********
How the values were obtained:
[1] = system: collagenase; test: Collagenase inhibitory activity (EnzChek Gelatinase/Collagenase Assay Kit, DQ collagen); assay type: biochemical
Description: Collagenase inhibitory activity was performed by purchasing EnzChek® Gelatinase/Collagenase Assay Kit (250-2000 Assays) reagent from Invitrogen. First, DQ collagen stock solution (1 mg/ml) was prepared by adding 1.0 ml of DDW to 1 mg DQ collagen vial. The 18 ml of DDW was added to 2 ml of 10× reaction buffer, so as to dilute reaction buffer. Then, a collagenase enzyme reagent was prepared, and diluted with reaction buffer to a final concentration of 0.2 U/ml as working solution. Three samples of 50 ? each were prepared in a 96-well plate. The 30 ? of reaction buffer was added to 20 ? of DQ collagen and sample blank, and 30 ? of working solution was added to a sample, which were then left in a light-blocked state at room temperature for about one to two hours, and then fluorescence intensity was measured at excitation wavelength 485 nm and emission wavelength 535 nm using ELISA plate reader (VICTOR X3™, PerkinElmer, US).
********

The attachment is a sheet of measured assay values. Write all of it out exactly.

How the values were obtained:
[1] = system: collagenase; test: Collagenase inhibitory activity (EnzChek Gelatinase/Collagenase Assay Kit, DQ collagen); assay type: biochemical
Description: Collagenase inhibitory activity was performed by purchasing EnzChek® Gelatinase/Collagenase Assay Kit (250-2000 Assays) reagent from Invitrogen. First, DQ collagen stock solution (1 mg/ml) was prepared by adding 1.0 ml of DDW to 1 mg DQ collagen vial. The 18 ml of DDW was added to 2 ml of 10× reaction buffer, so as to dilute reaction buffer. Then, a collagenase enzyme reagent was prepared, and diluted with reaction buffer to a final concentration of 0.2 U/ml as working solution. Three samples of 50 ? each were prepared in a 96-well plate. The 30 ? of reaction buffer was added to 20 ? of DQ collagen and sample blank, and 30 ? of working solution was added to a sample, which were then left in a light-blocked state at room temperature for about one to two hours, and then fluorescence intensity was measured at excitation wavelength 485 nm and emission wavelength 535 nm using ELISA plate reader (VICTOR X3™, PerkinElmer, US).